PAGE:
The Brute

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Personality Profile: Mrs. Popov in The Brute by Anton Chekhov In The Brute, Anton Chekhov scripts a relatively short, one-act play which features two prominent and distinct main characters. Chekhov himself was born in 1860 in Russia to a lower-middle class family. At age sixteen, he was literally abandoned by his family, an event which would shape the course of his life and writings in the years to come. Chekhov’s outlandish stories are generally classified as farces, which are defined as light, dramatic works in which highly improbable plot situations, exaggerated characters, and often slapstick elements are used for humorous effect ( The Brute is thus typical of Chekhov’s work. Written in 1888, it was originally…show more content…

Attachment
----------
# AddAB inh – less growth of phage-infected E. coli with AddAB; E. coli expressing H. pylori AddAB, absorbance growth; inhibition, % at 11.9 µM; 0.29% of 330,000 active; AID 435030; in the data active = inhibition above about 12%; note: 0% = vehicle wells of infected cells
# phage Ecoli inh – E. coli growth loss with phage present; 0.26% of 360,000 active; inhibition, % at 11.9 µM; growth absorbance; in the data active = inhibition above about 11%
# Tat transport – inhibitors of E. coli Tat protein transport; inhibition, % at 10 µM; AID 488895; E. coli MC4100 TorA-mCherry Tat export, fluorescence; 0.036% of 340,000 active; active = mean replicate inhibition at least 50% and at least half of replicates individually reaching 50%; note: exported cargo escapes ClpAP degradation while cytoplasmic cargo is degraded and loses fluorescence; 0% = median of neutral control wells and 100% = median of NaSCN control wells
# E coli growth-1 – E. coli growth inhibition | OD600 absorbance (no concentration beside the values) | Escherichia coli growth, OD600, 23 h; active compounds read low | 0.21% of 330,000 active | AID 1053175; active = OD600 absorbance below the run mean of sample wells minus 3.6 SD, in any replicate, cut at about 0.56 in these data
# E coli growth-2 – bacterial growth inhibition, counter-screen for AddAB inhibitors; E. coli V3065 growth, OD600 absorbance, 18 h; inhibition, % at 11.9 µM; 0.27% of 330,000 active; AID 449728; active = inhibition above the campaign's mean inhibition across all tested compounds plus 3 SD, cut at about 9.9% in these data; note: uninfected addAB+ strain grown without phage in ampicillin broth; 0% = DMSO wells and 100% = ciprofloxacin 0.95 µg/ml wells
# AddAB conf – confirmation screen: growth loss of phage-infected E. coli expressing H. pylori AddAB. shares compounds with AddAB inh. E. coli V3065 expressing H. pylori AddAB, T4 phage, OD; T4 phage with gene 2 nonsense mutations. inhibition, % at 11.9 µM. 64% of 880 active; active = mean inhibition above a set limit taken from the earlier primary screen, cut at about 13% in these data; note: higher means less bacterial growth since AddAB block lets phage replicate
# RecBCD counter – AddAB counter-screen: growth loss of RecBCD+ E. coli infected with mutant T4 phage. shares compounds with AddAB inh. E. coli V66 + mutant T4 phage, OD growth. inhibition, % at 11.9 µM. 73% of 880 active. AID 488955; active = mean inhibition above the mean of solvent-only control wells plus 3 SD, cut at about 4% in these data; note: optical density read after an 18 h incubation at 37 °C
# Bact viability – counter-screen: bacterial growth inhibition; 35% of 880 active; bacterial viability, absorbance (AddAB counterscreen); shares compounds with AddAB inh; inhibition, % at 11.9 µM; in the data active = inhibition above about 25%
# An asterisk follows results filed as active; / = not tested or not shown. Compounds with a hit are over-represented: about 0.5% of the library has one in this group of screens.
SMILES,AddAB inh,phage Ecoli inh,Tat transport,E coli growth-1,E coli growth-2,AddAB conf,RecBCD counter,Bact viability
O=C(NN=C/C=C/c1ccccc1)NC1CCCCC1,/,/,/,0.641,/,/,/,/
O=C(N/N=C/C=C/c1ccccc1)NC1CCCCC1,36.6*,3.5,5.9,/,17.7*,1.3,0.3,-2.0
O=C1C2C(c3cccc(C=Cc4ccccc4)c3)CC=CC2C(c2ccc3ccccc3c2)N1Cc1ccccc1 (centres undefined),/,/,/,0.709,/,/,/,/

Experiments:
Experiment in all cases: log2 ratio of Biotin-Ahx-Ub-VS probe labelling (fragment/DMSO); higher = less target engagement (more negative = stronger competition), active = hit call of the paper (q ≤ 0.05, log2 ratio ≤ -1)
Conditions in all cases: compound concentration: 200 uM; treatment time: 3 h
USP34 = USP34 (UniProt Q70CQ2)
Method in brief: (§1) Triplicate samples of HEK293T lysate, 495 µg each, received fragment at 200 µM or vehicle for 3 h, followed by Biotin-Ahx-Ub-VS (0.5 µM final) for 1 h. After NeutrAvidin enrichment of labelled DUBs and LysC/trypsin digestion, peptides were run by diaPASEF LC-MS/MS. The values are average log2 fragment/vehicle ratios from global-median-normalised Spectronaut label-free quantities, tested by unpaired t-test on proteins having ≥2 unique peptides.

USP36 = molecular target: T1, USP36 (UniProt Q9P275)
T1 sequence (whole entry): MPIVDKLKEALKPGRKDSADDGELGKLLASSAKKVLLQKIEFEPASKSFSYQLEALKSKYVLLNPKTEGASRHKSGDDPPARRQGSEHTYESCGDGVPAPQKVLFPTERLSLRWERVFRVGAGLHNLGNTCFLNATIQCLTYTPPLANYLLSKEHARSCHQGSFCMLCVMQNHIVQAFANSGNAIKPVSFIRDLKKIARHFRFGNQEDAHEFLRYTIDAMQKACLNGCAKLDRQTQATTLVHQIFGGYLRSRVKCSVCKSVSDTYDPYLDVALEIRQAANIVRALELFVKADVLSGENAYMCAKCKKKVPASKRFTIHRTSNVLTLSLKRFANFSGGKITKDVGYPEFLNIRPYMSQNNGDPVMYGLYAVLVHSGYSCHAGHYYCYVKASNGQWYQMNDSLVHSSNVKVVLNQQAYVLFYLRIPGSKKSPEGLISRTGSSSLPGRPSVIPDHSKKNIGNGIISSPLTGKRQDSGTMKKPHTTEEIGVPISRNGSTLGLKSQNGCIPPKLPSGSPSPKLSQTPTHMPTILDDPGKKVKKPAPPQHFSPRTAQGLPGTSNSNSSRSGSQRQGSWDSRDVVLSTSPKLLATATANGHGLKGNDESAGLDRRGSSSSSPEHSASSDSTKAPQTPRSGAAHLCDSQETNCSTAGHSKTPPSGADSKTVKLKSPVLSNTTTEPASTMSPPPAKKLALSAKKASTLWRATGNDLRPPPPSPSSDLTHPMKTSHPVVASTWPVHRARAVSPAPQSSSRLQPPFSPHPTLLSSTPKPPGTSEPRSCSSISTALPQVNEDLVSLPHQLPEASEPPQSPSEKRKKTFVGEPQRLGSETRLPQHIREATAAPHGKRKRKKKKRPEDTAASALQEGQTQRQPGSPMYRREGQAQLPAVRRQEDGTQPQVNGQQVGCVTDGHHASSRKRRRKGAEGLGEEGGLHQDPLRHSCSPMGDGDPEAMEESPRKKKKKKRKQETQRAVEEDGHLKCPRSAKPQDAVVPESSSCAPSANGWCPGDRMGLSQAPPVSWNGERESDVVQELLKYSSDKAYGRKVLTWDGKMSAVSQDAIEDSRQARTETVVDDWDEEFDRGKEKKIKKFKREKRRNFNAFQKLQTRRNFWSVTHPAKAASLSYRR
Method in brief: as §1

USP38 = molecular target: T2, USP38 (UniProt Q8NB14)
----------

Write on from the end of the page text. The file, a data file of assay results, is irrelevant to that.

Smirnov enters the story, Mrs. Popov portrays herself as an introvert who masks her true feelings. Although Luka’s intentions to change Mrs. Popov’s mind are good, the way she responds to his remarks shows that they have known each other for a long time and simply will brush off whatever comments he makes regarding the subject. It seems as if they have had this conversation before with the same results. Mrs. Popov’s initial state reveals much about her character. Her husband was wealthy enough to allow her to live comfortably after his death. She retained the services of the faithful butler Luka. After her husband’s death, Mrs. Popov has been a woman struggling to determine what she wants in life. She has to convince herself to carry on mourning by continuing to look at her departed husband’s photograph. It can be implied that she has not gotten out much since the death and most likely locked herself inside the house. In a sense, she feels liberated from the control of men, but she knows in order to maintain that freedom she must remain without male intervention. To accomplish this safely, she knows she must not allow herself to be friendly with any male. This is the reason for the attitude she adopts when Mr. Smirnov walks in the room. Mr. Smirnov enters and introduces himself to Luka, who then goes to fetch Mrs. Popov. She refuses to see the guest, stating “I see no one!” (1064). This is a perfect example of Mrs. Popov’s attempt to keep herself isolated

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